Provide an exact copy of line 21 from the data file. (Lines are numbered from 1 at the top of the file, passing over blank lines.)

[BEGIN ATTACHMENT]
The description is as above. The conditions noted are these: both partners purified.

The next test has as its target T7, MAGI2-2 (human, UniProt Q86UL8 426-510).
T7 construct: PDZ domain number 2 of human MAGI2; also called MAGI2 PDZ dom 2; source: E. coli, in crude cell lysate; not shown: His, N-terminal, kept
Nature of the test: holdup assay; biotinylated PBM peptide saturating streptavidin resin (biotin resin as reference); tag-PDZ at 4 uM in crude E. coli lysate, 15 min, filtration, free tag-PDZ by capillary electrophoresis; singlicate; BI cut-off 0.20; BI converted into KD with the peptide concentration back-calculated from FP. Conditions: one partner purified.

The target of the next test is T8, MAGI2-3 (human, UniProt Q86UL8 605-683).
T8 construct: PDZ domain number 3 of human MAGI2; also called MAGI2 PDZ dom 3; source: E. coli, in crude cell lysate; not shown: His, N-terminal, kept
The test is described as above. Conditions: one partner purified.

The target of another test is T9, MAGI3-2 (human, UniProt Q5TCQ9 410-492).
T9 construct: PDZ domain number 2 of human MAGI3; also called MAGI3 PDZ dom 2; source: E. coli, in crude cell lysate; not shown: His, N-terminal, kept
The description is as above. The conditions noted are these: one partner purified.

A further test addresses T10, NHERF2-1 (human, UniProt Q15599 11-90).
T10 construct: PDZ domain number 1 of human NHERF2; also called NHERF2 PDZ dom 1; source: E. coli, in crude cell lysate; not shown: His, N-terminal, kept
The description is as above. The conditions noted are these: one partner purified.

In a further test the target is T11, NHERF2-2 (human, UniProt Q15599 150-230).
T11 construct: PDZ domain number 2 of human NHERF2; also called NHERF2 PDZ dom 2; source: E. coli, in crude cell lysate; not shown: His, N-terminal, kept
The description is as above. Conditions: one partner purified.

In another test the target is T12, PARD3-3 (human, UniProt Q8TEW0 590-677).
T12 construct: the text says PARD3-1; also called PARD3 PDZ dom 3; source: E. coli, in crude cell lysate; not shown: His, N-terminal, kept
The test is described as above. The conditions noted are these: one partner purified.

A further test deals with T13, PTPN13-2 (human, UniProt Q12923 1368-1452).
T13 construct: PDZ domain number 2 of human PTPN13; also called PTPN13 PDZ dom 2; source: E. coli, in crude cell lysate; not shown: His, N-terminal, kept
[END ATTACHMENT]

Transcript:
T13 construct: PDZ domain number 2 of human PTPN13; also called PTPN13 PDZ dom 2; source: E. coli, in crude cell lysate; not shown: His, N-terminal, kept